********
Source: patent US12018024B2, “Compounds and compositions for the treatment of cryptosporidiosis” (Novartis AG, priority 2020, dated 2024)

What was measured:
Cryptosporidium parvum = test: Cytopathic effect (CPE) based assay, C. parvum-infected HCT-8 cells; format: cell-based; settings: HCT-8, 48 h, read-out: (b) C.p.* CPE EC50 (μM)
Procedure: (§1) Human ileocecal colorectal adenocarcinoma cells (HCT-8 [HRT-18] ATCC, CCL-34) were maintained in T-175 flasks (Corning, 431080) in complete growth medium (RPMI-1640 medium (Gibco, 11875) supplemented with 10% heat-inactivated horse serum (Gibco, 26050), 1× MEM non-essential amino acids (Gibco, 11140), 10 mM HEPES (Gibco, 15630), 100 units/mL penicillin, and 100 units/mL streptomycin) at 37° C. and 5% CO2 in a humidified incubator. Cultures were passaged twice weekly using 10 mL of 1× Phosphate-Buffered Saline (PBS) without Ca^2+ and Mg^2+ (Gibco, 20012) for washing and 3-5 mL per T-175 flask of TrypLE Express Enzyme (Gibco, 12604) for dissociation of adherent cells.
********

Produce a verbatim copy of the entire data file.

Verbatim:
Source: patent US12018024B2, “Compounds and compositions for the treatment of cryptosporidiosis” (Novartis AG, priority 2020, dated 2024)

What was measured:
Cryptosporidium parvum = test: Cytopathic effect (CPE) based assay, C. parvum-infected HCT-8 cells; format: cell-based; settings: HCT-8, 48 h, read-out: (b) C.p.* CPE EC50 (μM)
Procedure: (§1) Human ileocecal colorectal adenocarcinoma cells (HCT-8 [HRT-18] ATCC, CCL-34) were maintained in T-175 flasks (Corning, 431080) in complete growth medium (RPMI-1640 medium (Gibco, 11875) supplemented with 10% heat-inactivated horse serum (Gibco, 26050), 1× MEM non-essential amino acids (Gibco, 11140), 10 mM HEPES (Gibco, 15630), 100 units/mL penicillin, and 100 units/mL streptomycin) at 37° C. and 5% CO2 in a humidified incubator. Cultures were passaged twice weekly using 10 mL of 1× Phosphate-Buffered Saline (PBS) without Ca^2+ and Mg^2+ (Gibco, 20012) for washing and 3-5 mL per T-175 flask of TrypLE Express Enzyme (Gibco, 12604) for dissociation of adherent cells.